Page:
No one seems to talk about a generation gap anymore. Generations – Gen-Xers, Twenty Somethings, Boomers, Gen-Y, etc. – appear content to stay confined within the walls built by their age group. Maybe its just me, but I don’t see free and easy cross-generation mingling. Kids – anyone under 35 – won’t have much to do with those of us who are gray, balding, and rounder by the year. When the older set (me) is around, the young crowd stands stone-faced and un-speaking in elevators, passes us silently in hallways, sits away from us at lunch. The gap is hardly static or rigid. It’s width fluctuates based on circumstance and willingness to close the distance. For all we know and in the absence of generation-busting give-and-take, anyone younger than me might well view us matures as standoffish and gap nurturers.
Perhaps it is instead a technology gap, them tethered to their hand helds, us more comfortable with in-person conversation.
Yet the gap lives and I’m certain it exists within families. How we ought to narrow the gap is anyone’s guess. Like all wars, victory is won in small, incremental battles. My battles to keep relevant with my two are waged weekly. The weapons at my disposal are what you see here a few times a week plus whatever time I’m granted on the phone. Emails? Those remain sheathed.
So I’ll keeping chipping away and try to nickle-and-dime it to death. I feel the presence of the gap some days more than others. Then again maybe its just me.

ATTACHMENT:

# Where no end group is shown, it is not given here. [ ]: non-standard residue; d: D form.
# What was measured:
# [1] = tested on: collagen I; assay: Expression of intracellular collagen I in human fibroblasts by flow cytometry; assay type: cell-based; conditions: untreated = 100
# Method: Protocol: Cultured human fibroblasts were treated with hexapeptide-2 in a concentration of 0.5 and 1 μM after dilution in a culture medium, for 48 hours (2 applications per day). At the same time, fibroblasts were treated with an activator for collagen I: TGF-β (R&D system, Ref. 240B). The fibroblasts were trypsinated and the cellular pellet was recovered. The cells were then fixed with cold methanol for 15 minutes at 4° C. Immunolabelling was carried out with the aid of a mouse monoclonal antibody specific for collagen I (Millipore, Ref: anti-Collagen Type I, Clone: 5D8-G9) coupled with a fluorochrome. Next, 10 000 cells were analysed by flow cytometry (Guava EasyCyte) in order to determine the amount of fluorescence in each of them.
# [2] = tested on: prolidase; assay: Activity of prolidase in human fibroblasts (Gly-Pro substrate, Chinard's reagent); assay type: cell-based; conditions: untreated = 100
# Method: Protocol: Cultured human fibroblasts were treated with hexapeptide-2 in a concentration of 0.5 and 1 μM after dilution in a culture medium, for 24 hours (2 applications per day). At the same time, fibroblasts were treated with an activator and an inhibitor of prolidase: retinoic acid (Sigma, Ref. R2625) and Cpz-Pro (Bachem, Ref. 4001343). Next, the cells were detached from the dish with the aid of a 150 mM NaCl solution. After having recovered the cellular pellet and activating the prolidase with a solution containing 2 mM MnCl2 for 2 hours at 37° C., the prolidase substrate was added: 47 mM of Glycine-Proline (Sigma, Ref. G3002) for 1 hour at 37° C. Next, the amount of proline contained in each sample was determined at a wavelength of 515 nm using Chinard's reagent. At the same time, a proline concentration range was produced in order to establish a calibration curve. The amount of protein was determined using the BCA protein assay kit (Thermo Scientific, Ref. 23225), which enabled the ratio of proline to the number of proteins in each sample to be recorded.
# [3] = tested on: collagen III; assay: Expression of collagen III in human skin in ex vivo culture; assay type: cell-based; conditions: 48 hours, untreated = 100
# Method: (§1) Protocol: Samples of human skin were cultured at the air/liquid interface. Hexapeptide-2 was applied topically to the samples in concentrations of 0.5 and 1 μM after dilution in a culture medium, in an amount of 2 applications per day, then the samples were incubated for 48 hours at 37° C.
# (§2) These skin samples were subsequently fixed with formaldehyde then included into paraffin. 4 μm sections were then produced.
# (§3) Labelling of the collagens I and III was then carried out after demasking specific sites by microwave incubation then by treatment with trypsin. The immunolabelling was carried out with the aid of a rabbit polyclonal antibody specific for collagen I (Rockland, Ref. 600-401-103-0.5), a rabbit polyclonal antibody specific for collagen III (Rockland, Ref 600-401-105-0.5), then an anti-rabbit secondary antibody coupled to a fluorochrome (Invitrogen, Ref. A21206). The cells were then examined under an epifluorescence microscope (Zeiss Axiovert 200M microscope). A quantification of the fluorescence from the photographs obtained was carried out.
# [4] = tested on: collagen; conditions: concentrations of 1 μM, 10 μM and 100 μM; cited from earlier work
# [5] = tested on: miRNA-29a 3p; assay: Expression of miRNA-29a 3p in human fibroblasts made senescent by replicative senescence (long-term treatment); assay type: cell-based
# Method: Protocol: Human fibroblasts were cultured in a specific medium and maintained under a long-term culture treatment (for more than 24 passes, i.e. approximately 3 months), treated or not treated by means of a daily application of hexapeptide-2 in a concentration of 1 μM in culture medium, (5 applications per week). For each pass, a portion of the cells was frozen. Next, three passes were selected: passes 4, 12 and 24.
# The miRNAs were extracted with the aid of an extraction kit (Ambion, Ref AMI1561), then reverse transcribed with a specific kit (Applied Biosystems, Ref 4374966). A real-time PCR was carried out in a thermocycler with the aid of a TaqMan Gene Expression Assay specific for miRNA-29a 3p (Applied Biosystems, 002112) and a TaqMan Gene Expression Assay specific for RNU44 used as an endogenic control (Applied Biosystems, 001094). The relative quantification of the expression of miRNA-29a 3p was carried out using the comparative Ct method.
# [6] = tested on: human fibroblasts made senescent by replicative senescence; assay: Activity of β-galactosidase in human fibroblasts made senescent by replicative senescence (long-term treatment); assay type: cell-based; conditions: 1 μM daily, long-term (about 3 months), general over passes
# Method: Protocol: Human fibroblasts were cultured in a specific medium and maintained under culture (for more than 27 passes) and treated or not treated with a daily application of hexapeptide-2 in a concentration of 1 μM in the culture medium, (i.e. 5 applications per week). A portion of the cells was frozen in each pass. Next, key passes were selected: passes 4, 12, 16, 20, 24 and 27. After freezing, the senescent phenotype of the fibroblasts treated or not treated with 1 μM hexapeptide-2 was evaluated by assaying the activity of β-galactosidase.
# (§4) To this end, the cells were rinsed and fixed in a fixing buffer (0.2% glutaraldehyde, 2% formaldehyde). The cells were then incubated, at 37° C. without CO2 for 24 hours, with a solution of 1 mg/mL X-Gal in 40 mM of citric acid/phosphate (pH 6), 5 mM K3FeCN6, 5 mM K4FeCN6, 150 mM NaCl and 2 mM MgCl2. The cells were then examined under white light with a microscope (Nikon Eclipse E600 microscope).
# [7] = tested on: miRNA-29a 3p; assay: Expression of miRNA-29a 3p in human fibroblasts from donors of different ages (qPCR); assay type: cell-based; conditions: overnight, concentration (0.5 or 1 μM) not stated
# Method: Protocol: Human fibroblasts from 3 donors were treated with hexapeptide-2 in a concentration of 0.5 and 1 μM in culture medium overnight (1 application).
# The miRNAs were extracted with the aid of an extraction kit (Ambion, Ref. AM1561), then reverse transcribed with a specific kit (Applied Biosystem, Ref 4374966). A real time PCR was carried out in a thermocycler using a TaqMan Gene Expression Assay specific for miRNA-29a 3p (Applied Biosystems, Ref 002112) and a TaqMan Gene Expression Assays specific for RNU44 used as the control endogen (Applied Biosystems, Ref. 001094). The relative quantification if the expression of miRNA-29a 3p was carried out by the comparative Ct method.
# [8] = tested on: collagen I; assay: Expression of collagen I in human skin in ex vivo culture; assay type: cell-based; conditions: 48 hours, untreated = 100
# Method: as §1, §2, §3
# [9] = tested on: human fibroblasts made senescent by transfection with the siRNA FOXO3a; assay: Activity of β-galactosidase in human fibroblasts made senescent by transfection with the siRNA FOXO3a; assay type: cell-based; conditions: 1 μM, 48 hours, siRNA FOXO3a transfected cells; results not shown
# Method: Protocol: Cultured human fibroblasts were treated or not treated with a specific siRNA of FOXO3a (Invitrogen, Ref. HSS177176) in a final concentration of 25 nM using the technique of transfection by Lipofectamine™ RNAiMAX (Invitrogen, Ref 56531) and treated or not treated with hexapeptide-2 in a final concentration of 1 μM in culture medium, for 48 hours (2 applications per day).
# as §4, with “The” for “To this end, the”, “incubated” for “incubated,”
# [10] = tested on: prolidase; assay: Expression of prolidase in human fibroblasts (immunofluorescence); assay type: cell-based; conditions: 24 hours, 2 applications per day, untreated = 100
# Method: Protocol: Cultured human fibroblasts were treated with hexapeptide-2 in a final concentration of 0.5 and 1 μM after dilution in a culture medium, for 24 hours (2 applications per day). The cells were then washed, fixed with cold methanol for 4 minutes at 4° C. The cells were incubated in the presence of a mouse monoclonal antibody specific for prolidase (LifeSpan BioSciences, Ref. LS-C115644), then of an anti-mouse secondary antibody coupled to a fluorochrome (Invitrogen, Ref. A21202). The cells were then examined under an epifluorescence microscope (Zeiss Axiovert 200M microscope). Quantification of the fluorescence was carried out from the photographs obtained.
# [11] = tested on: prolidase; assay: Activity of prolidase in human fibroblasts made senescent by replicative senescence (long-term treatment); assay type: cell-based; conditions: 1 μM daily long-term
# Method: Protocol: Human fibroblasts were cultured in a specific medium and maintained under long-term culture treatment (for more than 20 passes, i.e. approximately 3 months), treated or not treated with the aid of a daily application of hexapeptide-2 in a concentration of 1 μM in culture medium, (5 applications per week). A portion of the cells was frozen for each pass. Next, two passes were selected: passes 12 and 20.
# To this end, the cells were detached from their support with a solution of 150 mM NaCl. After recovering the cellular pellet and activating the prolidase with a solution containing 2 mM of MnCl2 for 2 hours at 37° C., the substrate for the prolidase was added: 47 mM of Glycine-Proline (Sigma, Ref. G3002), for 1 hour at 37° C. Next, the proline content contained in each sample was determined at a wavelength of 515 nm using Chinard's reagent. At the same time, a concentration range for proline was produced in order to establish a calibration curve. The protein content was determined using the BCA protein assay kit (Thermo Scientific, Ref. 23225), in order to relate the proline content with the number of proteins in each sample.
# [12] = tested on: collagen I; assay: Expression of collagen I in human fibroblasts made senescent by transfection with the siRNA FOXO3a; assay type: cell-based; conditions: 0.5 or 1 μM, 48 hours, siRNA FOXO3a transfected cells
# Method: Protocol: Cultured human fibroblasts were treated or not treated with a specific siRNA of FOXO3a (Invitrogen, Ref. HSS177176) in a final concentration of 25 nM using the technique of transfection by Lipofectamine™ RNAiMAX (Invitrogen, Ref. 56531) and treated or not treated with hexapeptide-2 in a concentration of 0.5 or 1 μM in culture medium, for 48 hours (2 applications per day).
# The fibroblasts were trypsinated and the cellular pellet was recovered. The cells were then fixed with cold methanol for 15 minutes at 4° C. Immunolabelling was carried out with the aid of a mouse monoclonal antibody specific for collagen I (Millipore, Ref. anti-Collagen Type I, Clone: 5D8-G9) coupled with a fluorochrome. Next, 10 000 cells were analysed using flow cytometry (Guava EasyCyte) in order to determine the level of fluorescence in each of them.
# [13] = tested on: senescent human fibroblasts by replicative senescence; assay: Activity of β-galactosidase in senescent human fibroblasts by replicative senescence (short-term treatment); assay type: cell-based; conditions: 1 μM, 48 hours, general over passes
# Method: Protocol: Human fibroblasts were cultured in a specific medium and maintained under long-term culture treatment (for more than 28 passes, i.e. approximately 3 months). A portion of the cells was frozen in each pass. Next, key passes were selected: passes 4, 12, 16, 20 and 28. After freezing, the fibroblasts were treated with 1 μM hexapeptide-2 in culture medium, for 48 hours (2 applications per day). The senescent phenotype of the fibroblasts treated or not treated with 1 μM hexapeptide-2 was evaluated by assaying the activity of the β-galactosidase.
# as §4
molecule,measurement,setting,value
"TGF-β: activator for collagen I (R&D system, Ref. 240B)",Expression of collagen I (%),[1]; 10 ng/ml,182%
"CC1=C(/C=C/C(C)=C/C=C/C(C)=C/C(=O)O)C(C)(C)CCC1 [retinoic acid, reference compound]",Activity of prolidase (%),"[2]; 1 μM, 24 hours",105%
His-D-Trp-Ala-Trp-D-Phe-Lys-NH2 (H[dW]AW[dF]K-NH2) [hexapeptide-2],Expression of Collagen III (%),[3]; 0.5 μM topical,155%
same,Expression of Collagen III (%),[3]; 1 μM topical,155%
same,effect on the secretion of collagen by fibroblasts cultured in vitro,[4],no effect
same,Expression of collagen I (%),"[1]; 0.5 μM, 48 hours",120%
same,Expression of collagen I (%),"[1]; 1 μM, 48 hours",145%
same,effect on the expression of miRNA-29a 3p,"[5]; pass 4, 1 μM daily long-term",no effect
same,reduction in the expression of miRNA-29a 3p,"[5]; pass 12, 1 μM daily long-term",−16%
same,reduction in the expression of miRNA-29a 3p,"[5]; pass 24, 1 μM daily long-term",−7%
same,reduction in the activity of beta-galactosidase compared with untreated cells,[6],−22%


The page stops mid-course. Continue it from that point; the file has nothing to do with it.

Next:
Wayback Wednesday. Today we go kinda way back. Five or six years ought to do it.
Well, summer is here. Just last week it was cool, now it’s near 90 with more to come. We’ll take it, however, as winter will come soon enough.
Reid has surprised us by literally bouncing out of bed at 6:30 every morning to head off to work in grubby jeans, inside out (?) t-shirts, and dusty work boots. He sure likes the cash, and by gosh he’s been saving a fair portion of it, too. One of the good sides is that he doesn’t stay out during the week nearly as late. Most nights, he’s here by midnight, although he crashes after work and snoozes pretty hard.
We’re catching ourselves with post-Scooter moments. When I get up, I think ‘oh, better let the dog out.’ Or, ‘better feed the dog’. We’ve got his picture and collar (with tags) prominently displayed. People have been sad to hear of his passing. Your mom says we see him up in the puffy white clouds.
Grandma and Grandpa headed for Sundance, Wyoming this morning. They’ll go through the old route via the Sand Hills of Nebraska. Grandpa wants to take a pilgrimage of sorts. He probably won’t get up there again.
Actually, they’re taking the same highway Bob ____________ and I took last Friday up to Ft. Robinson. It was a wet trip but still fun. We both just love the Sand Hills. No better ride on a beautiful day as far as we were concerned. We had one ticklish moment Saturday morning in the rain. Bob’s BMW bike almost didn’t start, and we were literally hundreds of miles from the nearest BMW dealership. I’m not sure what we would’ve done. Saw antelopes and deer and a few turtles. Saturday morning was 170 miles of solid rain. My face felt exfoliated from the stinging raindrops. We stayed with Ralph and Gayle Saturday night. Ralph was the same as usual: talk and tell jokes. He’s glad you’re doing well.
The countdown is on to Nonnie’s move. She’s just paralyzed with fear and angst. That drives Nancy and your mom nuts. Lots of TLC needed on this one. You can guess who will do the heavy lifting.
So, the mushroom goes into the bar and says ‘bar keeper, give me a beer.’ To which the bar keep says ‘we don’t serve your kind here.’ ‘Why not?’ replied the mushroom. ‘I’m a fun-gi.’ Get it?
That’s the best I can do. Let me know how things are going and what your schedule is. Toodle-ooh.